The club’s trick to attracting new members: word of mouth.
“We have races that attract people and they learn about the club and before you know it they’re joining.”
As the pandemic spread and social everything came to a halt, it hit club members hard.
“I felt like I was running in place,” Andy Shuford, the club’s president emeritus said when I called him in April. “It’s frustrating not being able to run because the group aspect is a huge part of the motivation. We’re happy we can run, but not happy to be doing it in such an isolated fashion. Running is a very important social structure.”
SOCIAL RUNNING DURING COVID-19
For CVR runner Darell Lasell, social running helped him lose 80 pounds and drop his 5K run time from over 30 minutes to a personal best of 23:30.
Four years ago, Lasell weighed 265 pounds. He knew something had to change and decided to take up running. “It was something I had to do for myself, for my body and for my mental health, too. Every five pounds I took off I noticed I could run faster.”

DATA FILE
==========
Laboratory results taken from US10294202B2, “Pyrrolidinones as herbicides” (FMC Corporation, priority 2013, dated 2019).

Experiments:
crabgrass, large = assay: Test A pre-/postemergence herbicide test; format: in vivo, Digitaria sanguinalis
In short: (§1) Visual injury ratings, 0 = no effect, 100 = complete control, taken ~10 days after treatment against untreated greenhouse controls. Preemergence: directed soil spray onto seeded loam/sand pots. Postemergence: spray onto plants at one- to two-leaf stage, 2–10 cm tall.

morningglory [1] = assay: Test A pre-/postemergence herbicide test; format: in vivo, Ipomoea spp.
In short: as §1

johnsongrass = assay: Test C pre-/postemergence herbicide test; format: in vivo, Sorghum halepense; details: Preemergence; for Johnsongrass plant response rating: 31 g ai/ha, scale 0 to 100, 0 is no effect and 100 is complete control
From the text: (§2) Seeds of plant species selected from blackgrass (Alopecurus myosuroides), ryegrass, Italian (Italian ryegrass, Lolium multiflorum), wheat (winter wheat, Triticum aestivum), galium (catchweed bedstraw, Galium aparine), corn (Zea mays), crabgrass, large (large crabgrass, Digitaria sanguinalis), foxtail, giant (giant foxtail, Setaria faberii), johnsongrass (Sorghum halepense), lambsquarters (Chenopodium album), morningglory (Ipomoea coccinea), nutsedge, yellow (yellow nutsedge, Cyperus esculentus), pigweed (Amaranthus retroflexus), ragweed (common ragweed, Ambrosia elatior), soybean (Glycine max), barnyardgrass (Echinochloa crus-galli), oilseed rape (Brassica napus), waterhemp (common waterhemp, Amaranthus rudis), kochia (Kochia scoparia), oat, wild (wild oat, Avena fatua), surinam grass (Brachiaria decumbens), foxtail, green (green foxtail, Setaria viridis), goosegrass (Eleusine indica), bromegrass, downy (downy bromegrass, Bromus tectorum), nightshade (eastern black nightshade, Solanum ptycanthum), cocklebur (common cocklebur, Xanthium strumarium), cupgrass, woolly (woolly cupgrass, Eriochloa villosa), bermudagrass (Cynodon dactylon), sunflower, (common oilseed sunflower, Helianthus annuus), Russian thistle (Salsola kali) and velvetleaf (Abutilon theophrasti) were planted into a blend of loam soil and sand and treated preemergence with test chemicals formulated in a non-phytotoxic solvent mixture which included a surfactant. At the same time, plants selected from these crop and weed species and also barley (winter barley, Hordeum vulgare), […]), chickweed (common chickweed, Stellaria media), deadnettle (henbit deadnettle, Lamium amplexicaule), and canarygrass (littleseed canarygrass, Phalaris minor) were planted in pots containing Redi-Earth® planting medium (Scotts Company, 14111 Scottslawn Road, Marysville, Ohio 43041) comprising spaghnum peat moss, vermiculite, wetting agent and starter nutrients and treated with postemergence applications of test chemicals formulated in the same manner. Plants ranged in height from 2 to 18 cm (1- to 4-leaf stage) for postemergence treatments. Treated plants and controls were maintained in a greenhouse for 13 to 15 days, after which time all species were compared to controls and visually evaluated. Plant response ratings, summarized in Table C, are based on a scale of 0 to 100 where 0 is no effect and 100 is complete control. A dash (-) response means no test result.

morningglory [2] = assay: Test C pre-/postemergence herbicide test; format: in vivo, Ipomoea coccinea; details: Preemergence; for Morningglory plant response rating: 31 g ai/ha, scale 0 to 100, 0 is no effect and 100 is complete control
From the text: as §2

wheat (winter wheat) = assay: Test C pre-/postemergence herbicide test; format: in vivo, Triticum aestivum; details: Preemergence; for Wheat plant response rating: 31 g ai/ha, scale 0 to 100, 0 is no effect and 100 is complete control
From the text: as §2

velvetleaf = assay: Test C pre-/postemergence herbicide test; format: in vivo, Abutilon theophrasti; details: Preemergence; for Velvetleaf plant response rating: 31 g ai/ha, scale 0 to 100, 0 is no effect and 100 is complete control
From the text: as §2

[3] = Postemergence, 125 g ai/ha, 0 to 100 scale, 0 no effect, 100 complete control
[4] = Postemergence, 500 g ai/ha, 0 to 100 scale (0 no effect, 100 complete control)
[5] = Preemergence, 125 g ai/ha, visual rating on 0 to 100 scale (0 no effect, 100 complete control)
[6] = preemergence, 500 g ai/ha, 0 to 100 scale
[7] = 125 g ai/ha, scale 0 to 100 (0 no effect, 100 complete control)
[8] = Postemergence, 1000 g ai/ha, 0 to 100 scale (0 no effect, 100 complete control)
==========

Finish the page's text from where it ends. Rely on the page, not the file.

Lasell, 62, who lives in Williamstown and works for AADCO Medical Inc. in Randolph (an essential business that has helped distribute PPE in mass to hospital workers) had heard about the Central Vermont Runners and signed up.
“On my first run Donna Smyers ran beside me the whole way,” he remembers. “It was only after the run that I found out that she was a much, much faster runner and she was staying with me just to make me feel welcome.”
As Lasell’s running progressed, Smyers and other club members gave him tips. “They told me to focus on distance, not speed. And Donna taught me that I really needed a different pair of shoes for different runs.” (Lasell now uses Salomon Speed Cross trail shoes for off-road runs and lightweight zero-drop shoes from Hoka and Altra for road races.)
CVR members told him about upcoming races and often members would carpool together to them. He’d meet for runs and for the regular monthly social hours at Julio’s in Montpelier. “One of our most memorable meetings was at Jim and Barb Flint’s house in Craftsbury. We did a woods run up to this secluded waterfall and then came back to their house for a barbecue,” he recalls
In 2019, Lasell set a goal of running 100 races between January and December. “About half of those were either trail or mountain races —three were marathon length and four of them were half-marathon length,” he says.
In December, he met his goal.